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Updated Wednesday, January 21, 2015 at 3 PM EST
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You are Viewing an Archived IssuePosted: 02/05/14
RCS in talks with
two Chinese programs
by CHRIS GRAYRomeo Community Schools is saying ni hao ("hello") to Chinese exchange programs.
Observer Staff Writer
Superintendent Nancy Campbell presented two Chinese exchange programs to the Board of Education on Jan. 13, both of which could bring culture, language and even revenue to the district as early as this fall.
In the past year-and-a-half, around 60 teachers from Guiyang No. 1 High School in the Guizhou province visited Romeo schools. They spent six weeks as guest teachers while living with local host families.
"We learned a lot about Chinese way of life, social, government, history," Campbell said.
The principal of these teachers, along with seven other delegates, will visit Feb. 13 and speak with Romeo administrators about an agreement to become sister schools and expand the exchange program.
"He (the principal) really, really would like Romeo High School's teachers to come over and do what we did, come over for six weeks," she said.
The teachers from China were English instructors that wanted to enhance their language, so Romeo teachers would instead have a cultural exchange when visiting the school.
The second part of the program would be for Romeo to accept juniors or seniors from the Chinese school. To do so, Campbell said the district needs Student and Exchange Visitor Information System (SEVIS) certification, which is provided by the Department of Homeland Security. The district is awaiting word on the approval, which could take up to four months.
"We do hope that we will have Chinese exchange students here in the fall, but we can't move forward until we get this approval," she said.
Campbell said if a Chinese teacher came to Romeo it could open opportunities for a Mandarin language course. She said families that host could receive $100 a week for their efforts.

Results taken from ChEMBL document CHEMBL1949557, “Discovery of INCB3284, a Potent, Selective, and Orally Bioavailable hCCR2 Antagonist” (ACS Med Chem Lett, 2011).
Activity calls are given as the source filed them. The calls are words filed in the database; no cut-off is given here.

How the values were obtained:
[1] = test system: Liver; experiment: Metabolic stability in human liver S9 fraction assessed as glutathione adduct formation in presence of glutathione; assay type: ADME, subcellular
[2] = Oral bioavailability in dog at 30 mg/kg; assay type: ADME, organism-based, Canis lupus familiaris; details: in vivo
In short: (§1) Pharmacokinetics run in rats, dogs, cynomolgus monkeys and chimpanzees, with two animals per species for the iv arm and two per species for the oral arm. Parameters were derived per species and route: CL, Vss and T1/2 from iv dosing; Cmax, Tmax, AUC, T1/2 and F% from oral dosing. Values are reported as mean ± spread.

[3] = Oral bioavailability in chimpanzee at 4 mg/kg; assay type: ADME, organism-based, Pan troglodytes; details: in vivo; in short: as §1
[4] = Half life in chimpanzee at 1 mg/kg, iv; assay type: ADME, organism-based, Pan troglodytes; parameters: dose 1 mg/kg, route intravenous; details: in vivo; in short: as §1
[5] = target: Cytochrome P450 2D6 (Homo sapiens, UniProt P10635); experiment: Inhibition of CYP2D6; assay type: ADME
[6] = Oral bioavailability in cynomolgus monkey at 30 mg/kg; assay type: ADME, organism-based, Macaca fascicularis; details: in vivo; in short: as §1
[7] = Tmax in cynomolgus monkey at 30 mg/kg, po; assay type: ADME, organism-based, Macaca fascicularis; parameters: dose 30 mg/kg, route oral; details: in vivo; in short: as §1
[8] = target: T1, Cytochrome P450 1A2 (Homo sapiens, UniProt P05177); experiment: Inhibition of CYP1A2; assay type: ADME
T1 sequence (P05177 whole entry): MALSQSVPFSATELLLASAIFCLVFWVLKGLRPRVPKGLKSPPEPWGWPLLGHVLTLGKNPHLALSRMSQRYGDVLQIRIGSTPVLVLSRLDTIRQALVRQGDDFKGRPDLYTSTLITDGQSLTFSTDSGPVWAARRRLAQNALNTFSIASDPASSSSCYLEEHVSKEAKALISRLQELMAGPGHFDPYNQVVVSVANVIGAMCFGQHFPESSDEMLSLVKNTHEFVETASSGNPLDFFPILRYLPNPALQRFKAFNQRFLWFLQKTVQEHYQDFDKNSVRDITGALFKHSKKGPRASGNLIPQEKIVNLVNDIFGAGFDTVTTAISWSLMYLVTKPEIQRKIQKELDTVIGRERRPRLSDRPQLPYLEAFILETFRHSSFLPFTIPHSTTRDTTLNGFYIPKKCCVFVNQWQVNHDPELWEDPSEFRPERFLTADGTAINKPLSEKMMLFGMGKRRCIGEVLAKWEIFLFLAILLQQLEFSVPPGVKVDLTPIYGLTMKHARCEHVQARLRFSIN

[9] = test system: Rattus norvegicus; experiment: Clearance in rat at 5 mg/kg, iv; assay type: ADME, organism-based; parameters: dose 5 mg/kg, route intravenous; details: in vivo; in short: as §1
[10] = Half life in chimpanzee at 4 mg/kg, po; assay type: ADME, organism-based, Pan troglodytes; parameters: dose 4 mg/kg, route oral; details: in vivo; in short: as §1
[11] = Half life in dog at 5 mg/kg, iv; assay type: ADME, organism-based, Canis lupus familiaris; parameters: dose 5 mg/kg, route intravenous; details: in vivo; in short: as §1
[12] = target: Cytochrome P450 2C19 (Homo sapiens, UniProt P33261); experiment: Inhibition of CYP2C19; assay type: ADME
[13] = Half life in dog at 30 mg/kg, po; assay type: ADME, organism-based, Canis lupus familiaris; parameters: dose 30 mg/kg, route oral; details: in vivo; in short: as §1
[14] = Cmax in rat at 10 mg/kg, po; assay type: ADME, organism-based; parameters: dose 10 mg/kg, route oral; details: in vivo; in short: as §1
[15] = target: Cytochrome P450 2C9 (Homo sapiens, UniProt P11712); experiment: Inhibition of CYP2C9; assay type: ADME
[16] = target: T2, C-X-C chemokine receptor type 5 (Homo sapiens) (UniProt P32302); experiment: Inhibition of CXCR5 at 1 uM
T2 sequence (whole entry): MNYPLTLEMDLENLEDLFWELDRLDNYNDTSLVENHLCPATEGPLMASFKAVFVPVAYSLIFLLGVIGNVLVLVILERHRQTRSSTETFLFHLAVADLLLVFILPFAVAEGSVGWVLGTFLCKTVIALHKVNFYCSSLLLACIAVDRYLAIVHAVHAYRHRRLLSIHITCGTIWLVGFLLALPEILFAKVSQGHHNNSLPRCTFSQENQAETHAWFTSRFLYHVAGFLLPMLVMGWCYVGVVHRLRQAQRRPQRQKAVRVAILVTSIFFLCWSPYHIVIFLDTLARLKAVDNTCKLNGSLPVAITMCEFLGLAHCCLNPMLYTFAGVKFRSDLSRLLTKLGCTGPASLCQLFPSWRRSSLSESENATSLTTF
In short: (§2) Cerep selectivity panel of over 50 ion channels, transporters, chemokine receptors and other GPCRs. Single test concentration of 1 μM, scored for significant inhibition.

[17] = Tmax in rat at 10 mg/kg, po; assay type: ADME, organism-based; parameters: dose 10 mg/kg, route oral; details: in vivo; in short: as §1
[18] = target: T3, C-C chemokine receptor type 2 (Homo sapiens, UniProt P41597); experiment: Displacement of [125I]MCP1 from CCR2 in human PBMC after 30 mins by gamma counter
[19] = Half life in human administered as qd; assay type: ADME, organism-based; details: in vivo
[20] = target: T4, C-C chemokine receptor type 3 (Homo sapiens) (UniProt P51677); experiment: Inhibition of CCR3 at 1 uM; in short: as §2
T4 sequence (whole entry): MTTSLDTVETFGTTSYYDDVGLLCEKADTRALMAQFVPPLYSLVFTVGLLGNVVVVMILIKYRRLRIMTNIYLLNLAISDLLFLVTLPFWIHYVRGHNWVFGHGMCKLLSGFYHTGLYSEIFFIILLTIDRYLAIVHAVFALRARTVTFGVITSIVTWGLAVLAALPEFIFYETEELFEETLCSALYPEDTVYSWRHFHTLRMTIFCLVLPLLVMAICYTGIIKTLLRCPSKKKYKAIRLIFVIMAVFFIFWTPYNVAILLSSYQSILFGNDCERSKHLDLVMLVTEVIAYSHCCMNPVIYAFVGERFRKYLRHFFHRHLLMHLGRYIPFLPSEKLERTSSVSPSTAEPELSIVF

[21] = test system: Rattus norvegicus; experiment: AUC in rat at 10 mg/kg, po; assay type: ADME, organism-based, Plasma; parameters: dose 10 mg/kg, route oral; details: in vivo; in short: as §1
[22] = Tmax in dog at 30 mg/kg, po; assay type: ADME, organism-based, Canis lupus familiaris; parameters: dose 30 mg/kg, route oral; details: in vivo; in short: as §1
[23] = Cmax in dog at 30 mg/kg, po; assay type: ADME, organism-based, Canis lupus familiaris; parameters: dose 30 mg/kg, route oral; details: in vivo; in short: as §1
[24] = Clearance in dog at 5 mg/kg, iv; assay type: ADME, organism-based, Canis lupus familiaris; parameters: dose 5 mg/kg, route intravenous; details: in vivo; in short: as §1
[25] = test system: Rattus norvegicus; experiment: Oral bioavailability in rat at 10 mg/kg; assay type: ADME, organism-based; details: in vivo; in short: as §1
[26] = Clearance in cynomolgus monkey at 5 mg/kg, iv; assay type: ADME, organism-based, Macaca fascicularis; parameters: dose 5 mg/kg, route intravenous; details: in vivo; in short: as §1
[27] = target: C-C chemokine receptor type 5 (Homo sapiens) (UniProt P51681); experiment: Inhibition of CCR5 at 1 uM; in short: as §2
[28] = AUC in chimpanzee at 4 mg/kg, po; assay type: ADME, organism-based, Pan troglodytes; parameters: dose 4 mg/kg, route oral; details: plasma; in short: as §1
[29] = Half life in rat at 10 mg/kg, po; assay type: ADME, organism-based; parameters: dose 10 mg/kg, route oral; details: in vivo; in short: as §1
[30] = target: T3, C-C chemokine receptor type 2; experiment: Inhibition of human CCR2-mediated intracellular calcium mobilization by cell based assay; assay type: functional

She said funding these endeavors could come from the foundation allowance enrolled Chinese students would bring in, which is $7,500 per junior and $10,000 per senior.
A second exchange program the district is considering is from Beijing Consultants that would be for teachers and students from all grade levels.
"There could be middle school students who could want to have a middle school experience in China, or conversely Chinese elementary or middle school students who would like to come over here for like a summer visit," she said.
The program could include Mandarin at the secondary level and an immersion program for the elementary level, where half of the day a student is taught in Chinese and the other half in English.
A flat fee of $45,000 would be charged for a teacher from China to implement the language program. Campbell said foundation allowance from any exchange students could cover the cost.
"We'd have to have enough students come over, we'd have to find places for them to live, and that would pay for the Chinese teacher," she said.
She said the program could grow as more students come in, possibly turning into a revenue stream. Campbell said preliminary talks with the district's union leaders have been positive, but they stressed that teachers shouldn't be laid off to bring in the programs.
Campbell said the district could participate in both programs if it desired. If SEVIS certification is approved the exchange could begin this fall, but the Chinese teachers would take longer to phase in.
"Most of us won't get to China in our lifetimes," she said. "This is a chance to bring China here."
Board members expressed support for the programs, and asked that Campbell keep them updated on any progress.
"The potential for revenue generating, expanding the cultural exposure, I think, is awesome," said Secretary Joe Fortuna. "It's very visionary."